Current president Larson further noted, “I love Rick’s passion and determination. In 2013, as part of the IADD Board, he was the main thrust behind getting the Xchange programs up and running, and to this day he is our headliner speaker at the events that are designed to get people asking questions and having the industry experts providing solutions. He has served on the Board of Directors of the IADD. He has been a critical part of TechTeam™, and has written technical articles for The Cutting Edge. In 2006, our award winner received the inaugural PEAK Award; the PEAK acronym stands for performance, excellence, achievement and knowledge, and so appropriate it was for him to get it because these words describe him perfectly. At the time of this award a comment was made by our former colleague, Dennis Garrity of Bar-Plate Manufacturing: ‘Passion is the lead element in Putch’s qualification for recognition. His passion for our industry, for learning, for sharing and for life is evident to all who know him. He shares his knowledge and experiences willingly.’”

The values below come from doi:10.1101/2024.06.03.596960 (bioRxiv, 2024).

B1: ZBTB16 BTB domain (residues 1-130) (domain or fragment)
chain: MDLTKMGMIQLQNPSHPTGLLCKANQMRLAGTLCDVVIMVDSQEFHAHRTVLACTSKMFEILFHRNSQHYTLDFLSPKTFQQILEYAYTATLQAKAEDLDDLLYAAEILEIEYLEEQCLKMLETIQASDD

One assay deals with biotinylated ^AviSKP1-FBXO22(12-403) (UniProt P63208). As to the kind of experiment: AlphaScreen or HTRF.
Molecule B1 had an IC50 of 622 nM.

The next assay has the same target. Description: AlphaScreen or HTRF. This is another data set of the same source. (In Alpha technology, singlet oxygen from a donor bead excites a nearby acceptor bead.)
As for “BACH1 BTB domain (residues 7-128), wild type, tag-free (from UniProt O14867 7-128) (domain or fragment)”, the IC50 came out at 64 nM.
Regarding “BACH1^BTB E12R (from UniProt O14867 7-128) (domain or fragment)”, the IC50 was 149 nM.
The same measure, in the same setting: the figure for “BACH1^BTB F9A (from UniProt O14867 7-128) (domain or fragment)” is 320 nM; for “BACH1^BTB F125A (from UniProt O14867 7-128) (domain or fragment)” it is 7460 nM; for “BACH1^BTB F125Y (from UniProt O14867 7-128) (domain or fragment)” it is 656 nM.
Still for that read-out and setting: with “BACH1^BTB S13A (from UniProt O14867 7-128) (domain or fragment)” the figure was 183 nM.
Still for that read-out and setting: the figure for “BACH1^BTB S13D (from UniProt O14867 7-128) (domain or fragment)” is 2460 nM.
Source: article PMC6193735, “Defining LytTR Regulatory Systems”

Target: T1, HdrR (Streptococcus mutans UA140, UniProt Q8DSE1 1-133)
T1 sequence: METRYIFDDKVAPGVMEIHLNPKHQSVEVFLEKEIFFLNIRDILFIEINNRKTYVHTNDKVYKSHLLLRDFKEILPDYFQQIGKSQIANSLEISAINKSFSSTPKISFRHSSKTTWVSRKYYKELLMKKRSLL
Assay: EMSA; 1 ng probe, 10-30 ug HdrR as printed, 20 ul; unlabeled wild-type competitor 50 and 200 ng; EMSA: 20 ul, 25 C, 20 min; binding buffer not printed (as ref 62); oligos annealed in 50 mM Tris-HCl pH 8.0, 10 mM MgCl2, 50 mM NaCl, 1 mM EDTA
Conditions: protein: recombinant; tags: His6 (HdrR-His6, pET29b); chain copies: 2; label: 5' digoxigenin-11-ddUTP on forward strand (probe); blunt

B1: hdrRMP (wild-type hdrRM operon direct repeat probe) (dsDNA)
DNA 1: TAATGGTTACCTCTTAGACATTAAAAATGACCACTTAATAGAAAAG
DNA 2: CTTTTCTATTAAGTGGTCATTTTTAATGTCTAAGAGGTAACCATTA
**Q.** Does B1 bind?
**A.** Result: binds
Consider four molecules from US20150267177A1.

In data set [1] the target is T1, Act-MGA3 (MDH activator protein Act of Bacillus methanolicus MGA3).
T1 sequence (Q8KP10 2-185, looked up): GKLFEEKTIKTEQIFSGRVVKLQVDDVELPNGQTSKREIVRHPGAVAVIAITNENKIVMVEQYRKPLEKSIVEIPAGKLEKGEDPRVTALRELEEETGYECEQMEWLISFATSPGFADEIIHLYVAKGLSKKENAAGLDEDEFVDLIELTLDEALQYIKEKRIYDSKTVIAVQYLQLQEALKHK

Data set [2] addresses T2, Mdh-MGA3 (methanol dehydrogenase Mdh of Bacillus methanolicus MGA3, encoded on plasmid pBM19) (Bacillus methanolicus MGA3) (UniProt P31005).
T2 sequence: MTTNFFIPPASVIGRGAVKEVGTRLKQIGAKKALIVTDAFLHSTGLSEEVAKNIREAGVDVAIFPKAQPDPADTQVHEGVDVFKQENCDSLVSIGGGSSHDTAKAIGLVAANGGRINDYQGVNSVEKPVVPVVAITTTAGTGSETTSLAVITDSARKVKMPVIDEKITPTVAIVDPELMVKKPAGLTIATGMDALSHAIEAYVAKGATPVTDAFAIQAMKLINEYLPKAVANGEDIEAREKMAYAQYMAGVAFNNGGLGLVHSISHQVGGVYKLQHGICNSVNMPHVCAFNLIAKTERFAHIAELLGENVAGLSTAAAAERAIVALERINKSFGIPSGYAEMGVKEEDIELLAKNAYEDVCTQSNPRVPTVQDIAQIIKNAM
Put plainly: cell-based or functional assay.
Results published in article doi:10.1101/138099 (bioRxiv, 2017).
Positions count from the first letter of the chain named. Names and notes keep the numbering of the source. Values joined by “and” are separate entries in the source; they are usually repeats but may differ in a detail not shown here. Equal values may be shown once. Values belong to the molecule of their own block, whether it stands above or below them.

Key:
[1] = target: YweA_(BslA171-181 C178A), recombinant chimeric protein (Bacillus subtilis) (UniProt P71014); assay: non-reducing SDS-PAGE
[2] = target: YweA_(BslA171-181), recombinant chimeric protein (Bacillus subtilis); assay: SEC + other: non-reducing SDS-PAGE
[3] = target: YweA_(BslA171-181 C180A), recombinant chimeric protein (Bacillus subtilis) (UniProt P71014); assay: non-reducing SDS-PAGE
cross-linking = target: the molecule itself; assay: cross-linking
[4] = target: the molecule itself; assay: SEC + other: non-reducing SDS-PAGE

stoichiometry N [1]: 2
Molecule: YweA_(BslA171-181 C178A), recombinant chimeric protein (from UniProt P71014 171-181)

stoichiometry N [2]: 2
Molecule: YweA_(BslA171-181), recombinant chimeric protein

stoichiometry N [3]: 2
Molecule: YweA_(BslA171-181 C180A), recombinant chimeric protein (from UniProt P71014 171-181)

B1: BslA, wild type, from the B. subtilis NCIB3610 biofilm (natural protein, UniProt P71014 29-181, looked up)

Larson continued, “Personally Rick has helped me out of jams many times, always having a solution for the question at hand. It’s my conviction that the person receiving this award should champion the association’s vision of providing information and education to the industry. This year is unique because Immediate Past President Jeremy Guest (Diansuply, Inc.) and I both greatly wanted to present this award to Rick. Since Jeremy was unable to do so in 2017, we felt that we both should do so now—Rick is that deserving,”
Guest added, “One of the greatest honors of being President of the IADD is the ability to hand out Presidential Awards. In 2016, I was blessed with the opportunity to bestow Rex Williams of AdamsTech with a Presidential Award. It was one of the top highlights of my two-year term and something I will remember forever. That, and the fact I mistakenly claimed I was President of the United States. Which…might not have been such a horrible idea. I don’t have a Twitter account, so that’s a good start. Finally being part of a celebration of Rick Putch’s accomplishments is another highlight for me.”
As a young man, Putch’s diecutting journey started at Form Rite, a corrugated sheet plant in Clinton, PA, USA. He literally walked down the road from his house and applied for whatever work was available. Ever since, he has been doing just that—whatever work is available, or in some cases, what some would consider impossible. The Cutting Edge was able to chat a bit with Putch: